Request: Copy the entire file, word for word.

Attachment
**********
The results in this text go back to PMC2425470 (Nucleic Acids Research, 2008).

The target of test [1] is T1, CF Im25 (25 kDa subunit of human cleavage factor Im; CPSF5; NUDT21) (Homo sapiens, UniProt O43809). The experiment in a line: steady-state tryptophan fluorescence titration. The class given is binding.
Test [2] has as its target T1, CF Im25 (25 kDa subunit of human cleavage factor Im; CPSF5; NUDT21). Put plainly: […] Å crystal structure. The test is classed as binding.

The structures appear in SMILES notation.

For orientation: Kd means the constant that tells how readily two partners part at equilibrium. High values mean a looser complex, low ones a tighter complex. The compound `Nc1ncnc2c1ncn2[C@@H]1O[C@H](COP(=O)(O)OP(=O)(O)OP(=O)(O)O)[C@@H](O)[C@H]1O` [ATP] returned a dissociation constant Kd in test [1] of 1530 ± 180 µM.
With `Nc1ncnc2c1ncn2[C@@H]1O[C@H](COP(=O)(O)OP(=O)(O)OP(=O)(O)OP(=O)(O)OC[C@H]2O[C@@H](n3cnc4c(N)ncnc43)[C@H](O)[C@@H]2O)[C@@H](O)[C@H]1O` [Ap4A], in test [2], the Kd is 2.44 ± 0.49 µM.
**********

The results in this text go back to PMC2425470 (Nucleic Acids Research, 2008).

The target of test [1] is T1, CF Im25 (25 kDa subunit of human cleavage factor Im; CPSF5; NUDT21) (Homo sapiens, UniProt O43809). The experiment in a line: steady-state tryptophan fluorescence titration. The class given is binding.
Test [2] has as its target T1, CF Im25 (25 kDa subunit of human cleavage factor Im; CPSF5; NUDT21). Put plainly: […] Å crystal structure. The test is classed as binding.

The structures appear in SMILES notation.

For orientation: Kd means the constant that tells how readily two partners part at equilibrium. High values mean a looser complex, low ones a tighter complex. The compound `Nc1ncnc2c1ncn2[C@@H]1O[C@H](COP(=O)(O)OP(=O)(O)OP(=O)(O)O)[C@@H](O)[C@H]1O` [ATP] returned a dissociation constant Kd in test [1] of 1530 ± 180 µM.
With `Nc1ncnc2c1ncn2[C@@H]1O[C@H](COP(=O)(O)OP(=O)(O)OP(=O)(O)OP(=O)(O)OC[C@H]2O[C@@H](n3cnc4c(N)ncnc43)[C@H](O)[C@@H]2O)[C@@H](O)[C@H]1O` [Ap4A], in test [2], the Kd is 2.44 ± 0.49 µM.